New York Moves Its Marcellus Play Forward

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New York has been all over the map recently regarding development of Marcellus formation natural gas.  Over the last several weeks there have been legislative proposals to extend a State-wide moratorium on the development of the Marcellus Formation via hydrofracking.  There have also been proposals to define “all” hydrofracking wastes as hazardous wastes.  Others have been pushing to start development of the Marcellus formation, and for an end to a moratorium on that development.

At the same time the New York State Department of Environmental Conservation (“NYSDEC”) has been working to revise a Supplemental Generic Environmental Impact Statement (“SGEIS”) originally developed in 2009 to evaluate the impacts of hydrofracking.  NYSDEC was “asked” by Governor Andrew Cuomo to complete this revision by July 1, 2011.  According to NYSDEC, the 2009 SGEIS “did not adequately consider the community and socioeconomic impacts” of hydrofracking.  Apparently, after DEC staff spent approximately 10,250 hours updating and revising a SGEIS which is now up to more than 900 pages in length, they feel they have the solution.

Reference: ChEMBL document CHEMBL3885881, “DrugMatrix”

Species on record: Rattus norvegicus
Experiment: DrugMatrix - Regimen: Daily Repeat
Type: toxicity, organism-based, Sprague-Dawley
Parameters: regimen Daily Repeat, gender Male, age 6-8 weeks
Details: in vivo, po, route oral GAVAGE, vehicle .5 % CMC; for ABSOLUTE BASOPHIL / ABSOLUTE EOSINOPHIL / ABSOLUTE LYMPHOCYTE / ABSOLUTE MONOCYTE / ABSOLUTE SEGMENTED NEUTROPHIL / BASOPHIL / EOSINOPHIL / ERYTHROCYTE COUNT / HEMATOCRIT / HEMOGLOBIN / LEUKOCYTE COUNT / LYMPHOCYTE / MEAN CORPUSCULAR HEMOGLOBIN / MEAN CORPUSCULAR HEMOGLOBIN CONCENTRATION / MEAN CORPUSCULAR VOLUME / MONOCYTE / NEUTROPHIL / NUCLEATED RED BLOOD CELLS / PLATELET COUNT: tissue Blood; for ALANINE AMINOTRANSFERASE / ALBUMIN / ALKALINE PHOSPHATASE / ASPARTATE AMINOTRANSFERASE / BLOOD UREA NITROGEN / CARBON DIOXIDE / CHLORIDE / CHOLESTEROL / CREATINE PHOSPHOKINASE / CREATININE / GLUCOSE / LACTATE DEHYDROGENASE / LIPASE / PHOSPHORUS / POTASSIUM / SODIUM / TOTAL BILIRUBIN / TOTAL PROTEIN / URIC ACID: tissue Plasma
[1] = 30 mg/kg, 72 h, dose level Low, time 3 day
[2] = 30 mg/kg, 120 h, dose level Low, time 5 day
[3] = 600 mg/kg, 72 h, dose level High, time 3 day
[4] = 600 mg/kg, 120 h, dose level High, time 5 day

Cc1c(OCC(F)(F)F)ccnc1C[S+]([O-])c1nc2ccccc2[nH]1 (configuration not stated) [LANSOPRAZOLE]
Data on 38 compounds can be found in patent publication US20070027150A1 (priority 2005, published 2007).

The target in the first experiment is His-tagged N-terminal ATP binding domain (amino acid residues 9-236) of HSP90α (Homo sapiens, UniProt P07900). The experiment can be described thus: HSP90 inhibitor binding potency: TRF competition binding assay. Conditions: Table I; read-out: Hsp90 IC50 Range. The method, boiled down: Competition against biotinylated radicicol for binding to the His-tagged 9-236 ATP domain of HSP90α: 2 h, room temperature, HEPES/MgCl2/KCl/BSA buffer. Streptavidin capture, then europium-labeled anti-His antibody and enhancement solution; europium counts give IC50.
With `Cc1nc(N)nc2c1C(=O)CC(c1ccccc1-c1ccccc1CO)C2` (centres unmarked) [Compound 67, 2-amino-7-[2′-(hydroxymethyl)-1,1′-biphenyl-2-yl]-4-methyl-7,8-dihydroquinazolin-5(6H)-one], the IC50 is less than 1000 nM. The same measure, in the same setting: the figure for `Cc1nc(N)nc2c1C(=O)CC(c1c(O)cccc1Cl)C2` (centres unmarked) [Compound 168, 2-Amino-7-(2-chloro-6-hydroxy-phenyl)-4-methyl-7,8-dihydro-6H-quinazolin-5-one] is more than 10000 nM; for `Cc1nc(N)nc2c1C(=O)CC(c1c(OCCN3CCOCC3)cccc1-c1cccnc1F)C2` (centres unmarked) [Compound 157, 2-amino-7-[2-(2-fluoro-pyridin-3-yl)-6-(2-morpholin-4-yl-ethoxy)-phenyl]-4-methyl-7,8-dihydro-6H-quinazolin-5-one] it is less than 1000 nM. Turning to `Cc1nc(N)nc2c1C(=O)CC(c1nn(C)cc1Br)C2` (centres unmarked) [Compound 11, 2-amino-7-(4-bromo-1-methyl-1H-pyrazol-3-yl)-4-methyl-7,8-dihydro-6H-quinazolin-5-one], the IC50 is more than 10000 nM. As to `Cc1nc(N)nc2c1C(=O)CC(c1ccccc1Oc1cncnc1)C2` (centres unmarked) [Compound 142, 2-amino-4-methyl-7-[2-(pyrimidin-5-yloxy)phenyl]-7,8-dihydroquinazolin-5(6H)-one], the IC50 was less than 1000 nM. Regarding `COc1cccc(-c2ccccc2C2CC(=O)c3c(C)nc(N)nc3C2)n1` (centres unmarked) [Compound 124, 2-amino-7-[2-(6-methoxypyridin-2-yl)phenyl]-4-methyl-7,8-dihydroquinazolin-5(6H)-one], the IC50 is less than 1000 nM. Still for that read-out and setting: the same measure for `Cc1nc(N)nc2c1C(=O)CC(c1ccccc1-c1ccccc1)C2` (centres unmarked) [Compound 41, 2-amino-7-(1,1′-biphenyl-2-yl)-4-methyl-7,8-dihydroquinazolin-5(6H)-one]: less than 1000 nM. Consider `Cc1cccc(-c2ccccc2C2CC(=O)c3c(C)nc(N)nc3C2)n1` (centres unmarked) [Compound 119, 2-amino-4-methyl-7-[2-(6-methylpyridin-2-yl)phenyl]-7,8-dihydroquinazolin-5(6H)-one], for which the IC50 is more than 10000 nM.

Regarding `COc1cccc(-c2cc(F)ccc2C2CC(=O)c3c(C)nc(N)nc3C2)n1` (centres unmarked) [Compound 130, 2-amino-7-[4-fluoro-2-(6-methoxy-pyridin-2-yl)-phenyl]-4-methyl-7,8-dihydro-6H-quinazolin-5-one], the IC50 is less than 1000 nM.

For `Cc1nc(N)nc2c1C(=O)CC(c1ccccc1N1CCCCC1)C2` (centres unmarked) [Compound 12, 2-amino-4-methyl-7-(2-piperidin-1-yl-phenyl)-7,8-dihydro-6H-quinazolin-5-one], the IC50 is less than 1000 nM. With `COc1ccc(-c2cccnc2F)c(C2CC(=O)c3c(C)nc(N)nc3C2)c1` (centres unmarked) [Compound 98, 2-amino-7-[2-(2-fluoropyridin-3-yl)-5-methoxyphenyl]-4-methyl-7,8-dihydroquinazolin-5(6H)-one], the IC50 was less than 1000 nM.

According to NYSDEC (and as reported in the N.Y. Times) the SGEIS will recommend allowing hydrofracking in New York State with some very significant limitations and requirements:

  • No hydrofracking in the New York City and Syracuse Watersheds, nor within primary water supply aquifers;
  • “Surface drilling” would not be allowed on State-owned land (but can horizontal wells extend beneath State land?); and
  • There will be “rigorous and effective” control of hydrofracking on private property.

NYSDEC estimates that at least 85% of the Marcellus formation in New York will be “accessible” for development, but that is a long way off, as NYSDEC will need to issue a package of  regulations to implement this program.

 

Published In: Energy & Utilities Updates, Environmental Updates

DISCLAIMER: Because of the generality of this update, the information provided herein may not be applicable in all situations and should not be acted upon without specific legal advice based on particular situations.

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